Der Proceß also exemplifies Kafka’s use of a variety of linguistic tools to induce a reading experience that combines precariousness and great ease as a result of efficiently minimal amounts of descriptive detail. The narrative structure can be elucidated with reference to cognitive scripts (our expectations about what is likely to happen in a given setting) and with reference to cognitive and linguistic categorisation. Particularly helpful in accounting for the power of this text is the ‘basic level’ of categorisation, denoting the level beyond which more detail brings diminishing returns in comprehension.

Visual perception is evoked in Der Proceß in a non-pictorial and hence cognitively realistic way, to compelling yet simultaneously unsettling effect. The potential costs of non-pictorial perception are also evoked, intensifying this unsettling effect: the protagonist repeatedly exhibits failures or mistakes in recognising and understanding what he ‘sees’. This happens in particular in the context of the human faculty for ‘instantaneous perception’ (we see a room, for instance, ‘all at once’ as we enter it, rather than building up a mental picture of it bit by bit). This process gradually breaks down as the novel’s protagonist enters further new situations; the breakdown is evoked in terms of ‘natural image categories’, the perceptual equivalent of the linguistic categorisation discussed earlier. Furthermore, vision and imagination begin to blur (problematically for the protagonist) and thus the perceptual continuum of seeing and imagining is made manifest to both protagonist and reader.

The above discussion makes clear the differences between traditional Realism and Kafka’s cognitively realistic writing: Kafka demonstrates the impossibility, and indeed the superfluity, of making ‘proper’ (complete, linear) Realist narratives out of experience. The evocation of the fictional world of Der Proceß affects the entire progress of the narrative and our reading of it, as a temporally extended, enactive process like that of experiencing the real world around us. All this runs counter to our expectations of what novels are and perhaps should be, by challenging our assumptions about what seeing and imagining are; and the way in which our preconceptions are thus challenged also has a significant emotional component. We cannot talk about responses to literature without including the emotional aspect, as this connects with our response in terms of perception and cognition. Emotional reactions are, after all, crucial if we are to remain engaged in reading fictional texts.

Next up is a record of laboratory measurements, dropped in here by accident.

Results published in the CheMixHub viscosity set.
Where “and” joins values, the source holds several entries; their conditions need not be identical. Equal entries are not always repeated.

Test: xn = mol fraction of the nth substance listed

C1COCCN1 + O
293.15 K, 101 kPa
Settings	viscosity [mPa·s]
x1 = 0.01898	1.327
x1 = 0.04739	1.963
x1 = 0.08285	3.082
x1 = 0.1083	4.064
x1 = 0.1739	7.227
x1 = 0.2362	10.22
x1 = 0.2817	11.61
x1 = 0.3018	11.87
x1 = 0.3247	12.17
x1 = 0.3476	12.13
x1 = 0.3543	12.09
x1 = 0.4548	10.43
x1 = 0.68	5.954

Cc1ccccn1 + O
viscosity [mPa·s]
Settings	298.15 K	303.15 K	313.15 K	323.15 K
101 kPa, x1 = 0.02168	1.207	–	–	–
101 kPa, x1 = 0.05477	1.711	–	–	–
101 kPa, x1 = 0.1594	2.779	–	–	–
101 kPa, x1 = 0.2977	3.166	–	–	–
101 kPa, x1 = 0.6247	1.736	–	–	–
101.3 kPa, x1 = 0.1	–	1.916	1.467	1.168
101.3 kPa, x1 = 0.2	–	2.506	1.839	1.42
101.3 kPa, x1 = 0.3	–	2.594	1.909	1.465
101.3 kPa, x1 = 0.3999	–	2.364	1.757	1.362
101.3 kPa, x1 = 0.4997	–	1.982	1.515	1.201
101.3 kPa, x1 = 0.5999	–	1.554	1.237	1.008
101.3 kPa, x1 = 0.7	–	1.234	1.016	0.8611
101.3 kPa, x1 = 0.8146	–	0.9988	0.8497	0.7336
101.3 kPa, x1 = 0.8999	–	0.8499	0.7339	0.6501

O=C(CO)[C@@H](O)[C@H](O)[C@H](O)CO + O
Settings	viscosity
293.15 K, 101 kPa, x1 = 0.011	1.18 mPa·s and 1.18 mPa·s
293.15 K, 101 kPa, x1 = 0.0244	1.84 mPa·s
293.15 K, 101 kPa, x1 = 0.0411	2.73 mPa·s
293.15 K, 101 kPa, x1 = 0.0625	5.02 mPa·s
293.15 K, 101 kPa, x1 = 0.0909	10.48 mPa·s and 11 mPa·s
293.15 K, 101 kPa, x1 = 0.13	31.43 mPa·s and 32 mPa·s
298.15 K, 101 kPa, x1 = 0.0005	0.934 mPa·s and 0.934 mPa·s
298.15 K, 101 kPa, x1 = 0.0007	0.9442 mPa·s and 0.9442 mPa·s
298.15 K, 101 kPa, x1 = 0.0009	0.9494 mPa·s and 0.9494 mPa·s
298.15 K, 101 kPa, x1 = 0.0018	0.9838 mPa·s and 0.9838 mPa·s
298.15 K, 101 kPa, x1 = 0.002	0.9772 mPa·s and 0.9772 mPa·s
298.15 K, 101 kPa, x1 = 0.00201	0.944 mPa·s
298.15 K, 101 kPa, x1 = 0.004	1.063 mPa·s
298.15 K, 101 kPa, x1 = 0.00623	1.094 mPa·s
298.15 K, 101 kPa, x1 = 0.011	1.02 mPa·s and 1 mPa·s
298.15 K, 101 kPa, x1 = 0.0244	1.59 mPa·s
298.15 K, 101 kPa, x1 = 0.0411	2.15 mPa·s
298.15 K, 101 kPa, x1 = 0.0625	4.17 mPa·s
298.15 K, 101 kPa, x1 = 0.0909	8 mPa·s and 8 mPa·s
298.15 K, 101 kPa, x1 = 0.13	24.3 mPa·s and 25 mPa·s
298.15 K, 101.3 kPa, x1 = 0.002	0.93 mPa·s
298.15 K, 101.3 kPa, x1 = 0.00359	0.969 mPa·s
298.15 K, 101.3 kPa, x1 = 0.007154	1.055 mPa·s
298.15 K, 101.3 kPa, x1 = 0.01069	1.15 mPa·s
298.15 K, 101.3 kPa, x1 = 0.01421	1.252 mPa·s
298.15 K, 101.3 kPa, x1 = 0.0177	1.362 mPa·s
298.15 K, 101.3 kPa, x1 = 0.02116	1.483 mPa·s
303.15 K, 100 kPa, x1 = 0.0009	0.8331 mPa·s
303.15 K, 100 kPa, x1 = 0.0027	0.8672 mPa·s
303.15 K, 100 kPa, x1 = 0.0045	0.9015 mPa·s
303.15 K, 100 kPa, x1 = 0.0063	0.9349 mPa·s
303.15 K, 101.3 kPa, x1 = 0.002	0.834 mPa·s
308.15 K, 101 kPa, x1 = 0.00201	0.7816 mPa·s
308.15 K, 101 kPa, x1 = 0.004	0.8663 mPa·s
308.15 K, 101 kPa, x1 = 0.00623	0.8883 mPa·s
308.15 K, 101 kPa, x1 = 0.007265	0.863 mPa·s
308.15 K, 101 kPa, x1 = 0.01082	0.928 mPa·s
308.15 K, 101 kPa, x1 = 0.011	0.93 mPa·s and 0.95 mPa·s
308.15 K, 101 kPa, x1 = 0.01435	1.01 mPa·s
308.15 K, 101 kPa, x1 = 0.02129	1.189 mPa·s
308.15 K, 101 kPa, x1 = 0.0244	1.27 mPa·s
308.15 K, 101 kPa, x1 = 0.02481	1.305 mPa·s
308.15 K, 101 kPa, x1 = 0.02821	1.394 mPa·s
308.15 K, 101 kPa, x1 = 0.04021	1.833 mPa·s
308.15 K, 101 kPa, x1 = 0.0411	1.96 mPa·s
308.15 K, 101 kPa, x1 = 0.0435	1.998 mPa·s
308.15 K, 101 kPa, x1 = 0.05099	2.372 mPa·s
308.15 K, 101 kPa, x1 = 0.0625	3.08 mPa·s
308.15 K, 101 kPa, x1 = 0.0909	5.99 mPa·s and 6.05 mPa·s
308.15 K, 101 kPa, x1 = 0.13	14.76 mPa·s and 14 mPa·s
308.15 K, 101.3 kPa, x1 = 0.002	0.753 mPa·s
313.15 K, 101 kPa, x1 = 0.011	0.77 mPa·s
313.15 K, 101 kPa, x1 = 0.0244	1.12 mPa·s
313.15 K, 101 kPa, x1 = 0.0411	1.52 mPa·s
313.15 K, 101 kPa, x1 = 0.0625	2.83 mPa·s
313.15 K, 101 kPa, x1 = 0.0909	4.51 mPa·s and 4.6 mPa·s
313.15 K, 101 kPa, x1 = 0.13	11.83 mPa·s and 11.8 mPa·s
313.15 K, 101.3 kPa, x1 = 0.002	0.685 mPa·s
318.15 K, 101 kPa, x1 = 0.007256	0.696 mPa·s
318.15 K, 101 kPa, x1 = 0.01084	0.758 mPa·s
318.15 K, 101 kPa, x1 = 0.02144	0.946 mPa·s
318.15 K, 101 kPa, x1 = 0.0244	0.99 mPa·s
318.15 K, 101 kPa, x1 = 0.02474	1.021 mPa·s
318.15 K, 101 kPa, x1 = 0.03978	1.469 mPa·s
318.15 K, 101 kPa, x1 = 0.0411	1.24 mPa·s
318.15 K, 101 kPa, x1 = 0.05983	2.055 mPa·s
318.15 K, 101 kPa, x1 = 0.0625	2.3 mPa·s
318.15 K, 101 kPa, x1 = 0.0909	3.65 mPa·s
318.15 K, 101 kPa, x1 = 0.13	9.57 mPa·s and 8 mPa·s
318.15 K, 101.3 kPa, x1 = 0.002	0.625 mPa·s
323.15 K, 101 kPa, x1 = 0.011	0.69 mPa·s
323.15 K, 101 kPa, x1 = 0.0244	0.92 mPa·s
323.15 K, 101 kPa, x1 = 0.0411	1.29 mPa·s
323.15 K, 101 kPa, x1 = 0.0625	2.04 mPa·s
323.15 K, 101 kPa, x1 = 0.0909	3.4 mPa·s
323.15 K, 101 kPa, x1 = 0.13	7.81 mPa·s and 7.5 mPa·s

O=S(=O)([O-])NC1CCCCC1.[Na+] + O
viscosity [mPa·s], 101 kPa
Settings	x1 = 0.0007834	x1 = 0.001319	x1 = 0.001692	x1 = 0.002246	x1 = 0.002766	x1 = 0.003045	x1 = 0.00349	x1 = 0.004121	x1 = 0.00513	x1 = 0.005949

I show in Chapter Four that Kafka’s fictions can profitably be explored in terms of how language induces emotional responses in the reader by evoking characters’ emotions and by modulating narrative perspective. In texts such as Die Verwandlung and Das Urteil, we see how Kafka evokes emotion as enactive; we see also how the reader accesses the characters’ emotions in ways that are dependent on the author’s characteristic modulations of narrative perspective, which induce frequent alternations between emotional immersion and reflection on emotion. The connections between enactive emotions and perspective are discussed in terms of emotion and cognition, using a range of short stories including Die Verwandlung and Der Bau. This allows us to link emotion, action, and perspective as they are evoked in Kafka’s fictional works in a cognitively (and emotionally) realistic way, in order to provide a comprehensive understanding of how Kafka induces emotional responses by means of enactively conveyed perception. This discussion takes in texts including the novel Das Schloß, the short story Beschreibung eines Kampfes, and stories from the collections Betrachtung and Ein Landarzt. The ways in which Kafka evokes emotion and perspective have profound consequences for our most deep-rooted concepts of selfhood: if we cannot straightforwardly identify with Kafka’s protagonists, and if what they experience emotionally is manifested only in their interactions with the fictional world, there can be no certainty on the reader’s part as to what the ‘truth’ of their experiences consists in – nor have we any way of attaining such certainty, for the nature of self as a singular subjectivity has been abandoned. This essential instability is crucial to the reader’s experience of the ‘Kafkaesque’ in terms of both imagination and emotion.